MC:  it has been interesting to listen to the different views of the objector, the applicant and the ward councillor.  Has some points requiring clarification, and some questions.  Was the decision on the original planning application made by the officer or the Committee?  The original report quoted Policy CP4, that development will only be permitted where it would not cause harm to neighbouring amenity, concluding that it did not – is this still considered the case?  When referring to the effect the new dwelling will have on neighbouring amenity, is the officer referring to No. 10 Old Reddings Close?  If not, it should be, as this is the property which will feel the greatest impact.  Was going to ask the exact increase in the height of the building – the report refers to ‘some 300mm higher than approved’ – but this has now been answered by the officer. 

 

Who noticed that the dwelling was being built higher than approved?  Was it the neighbour, the parish council, building control officers, enforcement officers?  The speaker said that it had already been built before any challenge was made.  Is concerned to read that the developer entered the neighbouring property without permission and damaged the fence – this should not be allowed.  In photographs submitted by one of the objectors, the new dwelling appears to be right up against the neighbour’s fence – is this allowed?  It has also been claimed that a new fence will soften the relationship of the new building with the neighbour’s garden.  The speaker referred to a greater ground-bearing slab being required, but could this not have been placed lower in the ground – allowing the building to remain at the same height?  And if this was noted early in the development process, the builder should surely have brought it to officers’ attention before continuing. 

 

The fact that the builders carried on regardless is supported by the timeline, and begs the question as to why they continued to build something for which they didn’t have permission? They should have stopped and take advice from officers but it seems that they just continued regardless as it would be too difficult to change.  This is a retrospective application, not an amendment, and the local authority must send the message that if something changes during the building process,  building should stop.  If applicants carry on, they must know that they do so at their own risk, and could face the expense of undoing what they have done.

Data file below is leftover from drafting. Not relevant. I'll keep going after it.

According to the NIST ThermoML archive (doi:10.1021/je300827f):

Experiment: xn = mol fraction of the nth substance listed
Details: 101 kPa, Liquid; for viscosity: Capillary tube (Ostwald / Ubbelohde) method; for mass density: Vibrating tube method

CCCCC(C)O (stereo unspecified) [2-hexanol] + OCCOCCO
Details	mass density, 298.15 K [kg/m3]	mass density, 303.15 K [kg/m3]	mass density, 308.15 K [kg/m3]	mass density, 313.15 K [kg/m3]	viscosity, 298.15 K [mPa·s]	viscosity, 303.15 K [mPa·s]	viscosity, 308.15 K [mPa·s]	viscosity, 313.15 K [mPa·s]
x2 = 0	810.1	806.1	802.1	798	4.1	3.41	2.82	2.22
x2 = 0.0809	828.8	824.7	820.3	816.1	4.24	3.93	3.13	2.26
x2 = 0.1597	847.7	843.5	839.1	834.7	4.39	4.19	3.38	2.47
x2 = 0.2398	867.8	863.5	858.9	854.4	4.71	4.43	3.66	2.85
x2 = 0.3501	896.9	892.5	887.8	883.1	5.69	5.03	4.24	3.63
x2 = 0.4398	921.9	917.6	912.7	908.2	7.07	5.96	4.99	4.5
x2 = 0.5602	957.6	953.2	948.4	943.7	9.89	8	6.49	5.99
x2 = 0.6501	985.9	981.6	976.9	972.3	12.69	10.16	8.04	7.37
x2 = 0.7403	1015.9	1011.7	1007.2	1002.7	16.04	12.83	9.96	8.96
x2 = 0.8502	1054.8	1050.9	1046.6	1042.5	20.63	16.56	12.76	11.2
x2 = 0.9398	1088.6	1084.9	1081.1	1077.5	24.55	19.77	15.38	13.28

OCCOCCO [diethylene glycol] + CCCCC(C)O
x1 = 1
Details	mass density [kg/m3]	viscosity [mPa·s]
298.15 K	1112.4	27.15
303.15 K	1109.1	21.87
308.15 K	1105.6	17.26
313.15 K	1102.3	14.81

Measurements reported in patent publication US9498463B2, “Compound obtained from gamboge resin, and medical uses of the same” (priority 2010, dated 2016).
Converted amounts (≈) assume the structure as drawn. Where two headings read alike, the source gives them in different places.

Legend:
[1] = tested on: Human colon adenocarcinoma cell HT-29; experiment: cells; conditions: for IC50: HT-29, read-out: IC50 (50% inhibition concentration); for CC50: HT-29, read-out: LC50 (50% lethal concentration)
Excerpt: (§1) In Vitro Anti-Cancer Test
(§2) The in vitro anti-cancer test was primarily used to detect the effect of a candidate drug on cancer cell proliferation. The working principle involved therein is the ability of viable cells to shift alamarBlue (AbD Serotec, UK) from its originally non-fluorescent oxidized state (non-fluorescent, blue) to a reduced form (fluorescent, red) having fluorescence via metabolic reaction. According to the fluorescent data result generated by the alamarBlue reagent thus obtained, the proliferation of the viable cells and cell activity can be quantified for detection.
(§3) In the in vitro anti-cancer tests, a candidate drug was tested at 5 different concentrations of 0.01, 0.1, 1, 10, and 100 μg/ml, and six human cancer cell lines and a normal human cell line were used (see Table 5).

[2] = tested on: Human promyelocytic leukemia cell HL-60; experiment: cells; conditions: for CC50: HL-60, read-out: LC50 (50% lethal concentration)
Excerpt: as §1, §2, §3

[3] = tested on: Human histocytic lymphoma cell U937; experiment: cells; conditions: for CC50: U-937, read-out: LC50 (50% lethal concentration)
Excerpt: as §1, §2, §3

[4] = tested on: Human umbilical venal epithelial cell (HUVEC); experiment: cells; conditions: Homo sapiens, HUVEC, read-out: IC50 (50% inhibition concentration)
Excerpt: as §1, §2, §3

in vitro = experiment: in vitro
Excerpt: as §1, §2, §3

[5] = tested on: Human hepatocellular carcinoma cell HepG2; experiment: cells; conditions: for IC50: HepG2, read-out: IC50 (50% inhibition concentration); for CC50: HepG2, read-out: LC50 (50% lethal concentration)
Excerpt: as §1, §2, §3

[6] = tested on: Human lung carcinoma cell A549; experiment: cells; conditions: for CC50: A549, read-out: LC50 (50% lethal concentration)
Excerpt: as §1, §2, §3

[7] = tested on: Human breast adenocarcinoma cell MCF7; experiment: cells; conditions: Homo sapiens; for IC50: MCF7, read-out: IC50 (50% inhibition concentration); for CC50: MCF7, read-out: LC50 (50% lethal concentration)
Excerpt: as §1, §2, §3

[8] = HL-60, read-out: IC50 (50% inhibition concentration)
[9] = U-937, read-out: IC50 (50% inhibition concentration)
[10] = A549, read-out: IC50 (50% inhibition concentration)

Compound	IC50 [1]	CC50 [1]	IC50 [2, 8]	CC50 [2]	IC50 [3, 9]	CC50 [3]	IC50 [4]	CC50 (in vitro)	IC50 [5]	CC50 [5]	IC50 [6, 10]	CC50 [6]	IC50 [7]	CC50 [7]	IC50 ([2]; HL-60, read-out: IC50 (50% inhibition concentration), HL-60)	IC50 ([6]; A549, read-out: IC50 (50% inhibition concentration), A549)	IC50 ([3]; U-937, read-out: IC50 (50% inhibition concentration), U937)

Will listen to the rest of the debate, but isn’t comfortable with this.  It is only a single storey dwelling, and should not be overbearing, but just looking at this one amendment and the trouble that has been caused by the builders not doing what they should have done and are responsible for – it is very annoying. 

 

TO:  can officers confirm the statement made by the applicant that the height of the windows and ceilings will remain the same?  Is the height that Members saw on Planning View the finished height?  It will be no higher than this?

 

MP, in response:

-       To answer all of MC’s questions:

-       the original application was decided under delegated powers; it was not called to Planning Committee;

-       regarding the harm to neighbouring amenity and Policy CP4, if the current proposal had been put forward originally, officers would have reached the same conclusion regarding the impact on the neighbouring property, and granted permission;

-       the neighbour most impacted by the proposal, as referred to in the report, in Roebuck, not Old Reddings Close;

-       and as to who first noticed that the proposal wasn’t being built to plan, is not sure of the answer here, but thinks it was reported to the enforcement team by a neighbour; enforcement officers then liaised with planning officers.

 

MC:  is not sure that MP can answer his other questions.  Still cannot understand why building didn’t stop when the error was realised.  This is annoying.  Carrying on building without permission has got to stop.  Planning permission is granted to build in line with the approved plans.  If an amendment is needed, it must go through the proper process.  To carry on building regardless is not the right thing to do.

 

MP, in response:

-       asked for clarification from the enforcement officers after their site visit.  It is not always expedient to demand that building work should stop, but applicants are always informed that if they carry on, they do so at their own risk;

-       to TO, the only change to the building is in the height; the roof structure is deeper than originally approved, but everything else is the same as the previous permission.

 

Vote on officer recommendation to permit

8 in support

4 in objection

PERMIT

 

Supporting documents: